Mim was happy.

Lamb Shanks with Mushrooms and Sticky Port Glaze

Serves 4

4 lamb shanks (shanks from the hind legs are meatier)

salt

freshly ground black pepper

3 tablespoons olive oil

100 g butter

2 onions, finely sliced

6 garlic cloves, crushed

2 tablespoons roughly chopped thyme

1 bay leaf

500g mushrooms (mixed varieties if possible), sliced 1 cm thick

375 ml chicken stock

375 ml port

Preheat the oven to 160C. Season the lamb shanks with salt and pepper.

Heat the oil in an ovenproof pot and brown the shanks all over. Transfer to a plate.

Lower the heat under the pot and add the butter, onion, garlic, thyme and bay leaf and fry for 3–4 minutes, until the onion is soft but not coloured. Add the mushrooms and stock and bring to a boil. Simmer for 10 minutes, until the mushrooms are soft. Add the port and return to the boil.

Return the lamb shanks to the pot, making sure they are completely submerged in the sauce. Season with more salt and pepper, cover with the lid and bake for 2 hours, by which time the meat should be very tender and falling from the bone.

Increase the oven temperature to 200C, remove the lid and cook for a further 30-40 minutes, until the sauce reduces and thickens. Keep an eye on it to make sure it doesn’t burn.

Serve with lots of mashed potatoes.

Italian Lamb with Egg

I love my Le Crueset cast iron casserole dish. It was given to me by my mother about 18 years ago. Mum had 2 – she gave this one to me and the oval one to my brother. They must now be close to 40 years old. I have wonderful childhood memories of the meals produced in these yellow casseroles – osso bucco, moussaka, pot roast chicken to name a few.

Whenever I look at it, I think of osso bucco – definitely one of my favourite meals – which I cooked on Saturday night. For Sunday Dinner this week I cooked Lamb with Egg and Lemon, from the Italian Regional Classics Cookbook included with the April 2012 Australian Gourmet Traveller.

The dish didn’t look that great but the lamb tasted fantastic. Next time I would take more care when adding the eggs and cheese - the eggs instantly curdled when they hit the liquid because it was so hot. I should have added a ladle of the liquid to the eggs first, before adding the eggs to the dish, so that the mixture became a custard. Nevertheless, it tasted fantastic so I’d like to give it another go.

I also cooked the lamb for longer than the recipe suggested – I always find it takes longer than 45 minutes for lamb to become tender, even if it is good quality lamb shoulder. The pecorino cheese I used was organic fresh pecorino from the markets – delicious on its own.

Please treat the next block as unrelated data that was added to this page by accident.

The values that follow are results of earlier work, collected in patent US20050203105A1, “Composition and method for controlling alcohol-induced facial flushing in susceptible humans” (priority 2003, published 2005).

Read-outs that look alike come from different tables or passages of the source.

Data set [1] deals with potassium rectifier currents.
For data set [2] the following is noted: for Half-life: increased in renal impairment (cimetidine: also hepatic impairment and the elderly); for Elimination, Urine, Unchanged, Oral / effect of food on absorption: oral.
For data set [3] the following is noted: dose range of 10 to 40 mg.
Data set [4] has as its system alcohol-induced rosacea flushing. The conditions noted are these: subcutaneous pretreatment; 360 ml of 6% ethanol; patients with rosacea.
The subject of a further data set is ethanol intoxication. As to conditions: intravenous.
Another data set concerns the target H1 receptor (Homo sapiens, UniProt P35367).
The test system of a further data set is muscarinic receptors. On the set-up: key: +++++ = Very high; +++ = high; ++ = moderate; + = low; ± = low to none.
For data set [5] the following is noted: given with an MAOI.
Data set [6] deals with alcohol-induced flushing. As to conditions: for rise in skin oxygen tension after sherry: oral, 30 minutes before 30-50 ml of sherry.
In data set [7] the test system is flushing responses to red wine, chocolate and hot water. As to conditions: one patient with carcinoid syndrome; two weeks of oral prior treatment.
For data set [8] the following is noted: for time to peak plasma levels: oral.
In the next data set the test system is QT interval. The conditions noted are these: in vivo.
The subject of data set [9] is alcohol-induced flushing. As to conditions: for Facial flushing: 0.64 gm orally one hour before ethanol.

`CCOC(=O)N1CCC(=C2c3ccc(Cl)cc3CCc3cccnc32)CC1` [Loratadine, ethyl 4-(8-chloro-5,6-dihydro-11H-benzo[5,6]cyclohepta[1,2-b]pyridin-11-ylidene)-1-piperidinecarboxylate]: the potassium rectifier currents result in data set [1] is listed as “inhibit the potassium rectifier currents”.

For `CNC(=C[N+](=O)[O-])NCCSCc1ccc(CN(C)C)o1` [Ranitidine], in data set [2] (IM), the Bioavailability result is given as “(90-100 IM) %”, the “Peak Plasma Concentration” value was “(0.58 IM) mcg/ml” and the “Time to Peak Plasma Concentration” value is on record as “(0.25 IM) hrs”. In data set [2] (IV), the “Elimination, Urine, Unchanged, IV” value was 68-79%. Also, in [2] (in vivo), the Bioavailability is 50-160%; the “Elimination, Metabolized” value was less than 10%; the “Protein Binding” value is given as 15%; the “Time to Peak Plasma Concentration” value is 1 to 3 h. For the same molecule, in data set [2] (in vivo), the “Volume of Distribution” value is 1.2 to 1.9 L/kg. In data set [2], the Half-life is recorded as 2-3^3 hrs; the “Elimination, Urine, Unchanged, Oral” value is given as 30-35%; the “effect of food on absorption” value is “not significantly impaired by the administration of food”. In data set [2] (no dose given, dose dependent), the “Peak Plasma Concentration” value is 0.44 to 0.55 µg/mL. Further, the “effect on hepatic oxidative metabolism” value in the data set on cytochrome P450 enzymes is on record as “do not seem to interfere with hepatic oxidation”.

This week we had my nephew’s girlfriend returned after a long absence – hooray! She liked the lamb so much that they took the leftovers home to have during the week.

Lamb with egg and lemon

Serves 6-8

4 tablespoons olive oil

2 onions, finely chopped

100 g mild pancetta, diced

6 garlic cloves, finely chopped

1 boneless lamb shoulder (1.6 kg), ciut into 6cm pieces

250 ml white wine

500 ml (2 cups) veal or chicken stock

3 rosemary sprigs

4 eggs. lightly beaten

90 g each of finely grated pecorino and parmesan

180 g (1/1/2 cups) frozen peas

1 lemon, cut into wedges

Preheat the oven to 200C.

Heat 2 tablespoons of oil in a frying pan over high heat, add onion, pancetta and garlic, stir occasionally until caramelised (10-15 minutes) and transfer to casserole.

Wipe out pan, add lamb and remaining oil in 2 batches and turn occasionally until lamb is browned (3-5 minutes). Transfer to casserole.

Deglaze pan with wine, add to casserole with stock and rosemary, season to taste, cover and braise in oven until tender (mine took about 75 minutes). Transfer lamb to a bowl and keep warm. Turn oven down to 180C.

Add half a cup of the hot cooking juices to the eggs and whisk to combine. Add 75g of each of the cheeses and add the mixture to the casserole with the peas. Stir to combine, scatter with remaining cheeses and bake, uncovered, until custard is set and crust is golden (15-30 minutes).

Serve with lemon wedges and a green salad.